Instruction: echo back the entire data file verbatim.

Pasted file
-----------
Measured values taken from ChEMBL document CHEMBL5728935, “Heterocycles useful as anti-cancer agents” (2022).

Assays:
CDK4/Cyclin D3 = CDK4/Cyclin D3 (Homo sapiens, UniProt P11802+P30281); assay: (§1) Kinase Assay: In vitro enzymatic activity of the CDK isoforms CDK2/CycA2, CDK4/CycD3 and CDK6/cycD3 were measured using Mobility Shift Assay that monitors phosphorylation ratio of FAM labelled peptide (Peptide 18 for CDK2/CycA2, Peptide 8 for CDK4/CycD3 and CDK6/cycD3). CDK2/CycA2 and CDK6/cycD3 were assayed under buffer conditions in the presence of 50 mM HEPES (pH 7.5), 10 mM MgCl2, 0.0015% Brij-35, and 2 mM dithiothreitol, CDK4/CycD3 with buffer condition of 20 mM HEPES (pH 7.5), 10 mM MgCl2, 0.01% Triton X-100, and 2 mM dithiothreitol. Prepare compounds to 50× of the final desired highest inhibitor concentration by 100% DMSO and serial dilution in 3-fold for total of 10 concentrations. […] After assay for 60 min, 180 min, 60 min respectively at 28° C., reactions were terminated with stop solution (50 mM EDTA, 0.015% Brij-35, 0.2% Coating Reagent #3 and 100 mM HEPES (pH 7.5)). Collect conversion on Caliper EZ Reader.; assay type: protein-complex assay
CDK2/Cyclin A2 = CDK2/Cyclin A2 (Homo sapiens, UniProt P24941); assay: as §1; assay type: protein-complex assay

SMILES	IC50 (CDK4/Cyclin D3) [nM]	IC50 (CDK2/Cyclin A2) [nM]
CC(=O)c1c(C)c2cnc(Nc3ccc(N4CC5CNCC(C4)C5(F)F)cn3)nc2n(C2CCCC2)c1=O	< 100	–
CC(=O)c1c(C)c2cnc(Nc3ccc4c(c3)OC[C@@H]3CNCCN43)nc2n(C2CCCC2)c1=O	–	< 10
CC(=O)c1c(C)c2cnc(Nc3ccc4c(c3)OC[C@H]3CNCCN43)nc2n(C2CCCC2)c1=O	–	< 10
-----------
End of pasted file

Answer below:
Measured values taken from ChEMBL document CHEMBL5728935, “Heterocycles useful as anti-cancer agents” (2022).

Assays:
CDK4/Cyclin D3 = CDK4/Cyclin D3 (Homo sapiens, UniProt P11802+P30281); assay: (§1) Kinase Assay: In vitro enzymatic activity of the CDK isoforms CDK2/CycA2, CDK4/CycD3 and CDK6/cycD3 were measured using Mobility Shift Assay that monitors phosphorylation ratio of FAM labelled peptide (Peptide 18 for CDK2/CycA2, Peptide 8 for CDK4/CycD3 and CDK6/cycD3). CDK2/CycA2 and CDK6/cycD3 were assayed under buffer conditions in the presence of 50 mM HEPES (pH 7.5), 10 mM MgCl2, 0.0015% Brij-35, and 2 mM dithiothreitol, CDK4/CycD3 with buffer condition of 20 mM HEPES (pH 7.5), 10 mM MgCl2, 0.01% Triton X-100, and 2 mM dithiothreitol. Prepare compounds to 50× of the final desired highest inhibitor concentration by 100% DMSO and serial dilution in 3-fold for total of 10 concentrations. […] After assay for 60 min, 180 min, 60 min respectively at 28° C., reactions were terminated with stop solution (50 mM EDTA, 0.015% Brij-35, 0.2% Coating Reagent #3 and 100 mM HEPES (pH 7.5)). Collect conversion on Caliper EZ Reader.; assay type: protein-complex assay
CDK2/Cyclin A2 = CDK2/Cyclin A2 (Homo sapiens, UniProt P24941); assay: as §1; assay type: protein-complex assay

SMILES	IC50 (CDK4/Cyclin D3) [nM]	IC50 (CDK2/Cyclin A2) [nM]
CC(=O)c1c(C)c2cnc(Nc3ccc(N4CC5CNCC(C4)C5(F)F)cn3)nc2n(C2CCCC2)c1=O	< 100	–
CC(=O)c1c(C)c2cnc(Nc3ccc4c(c3)OC[C@@H]3CNCCN43)nc2n(C2CCCC2)c1=O	–	< 10
CC(=O)c1c(C)c2cnc(Nc3ccc4c(c3)OC[C@H]3CNCCN43)nc2n(C2CCCC2)c1=O	–	< 10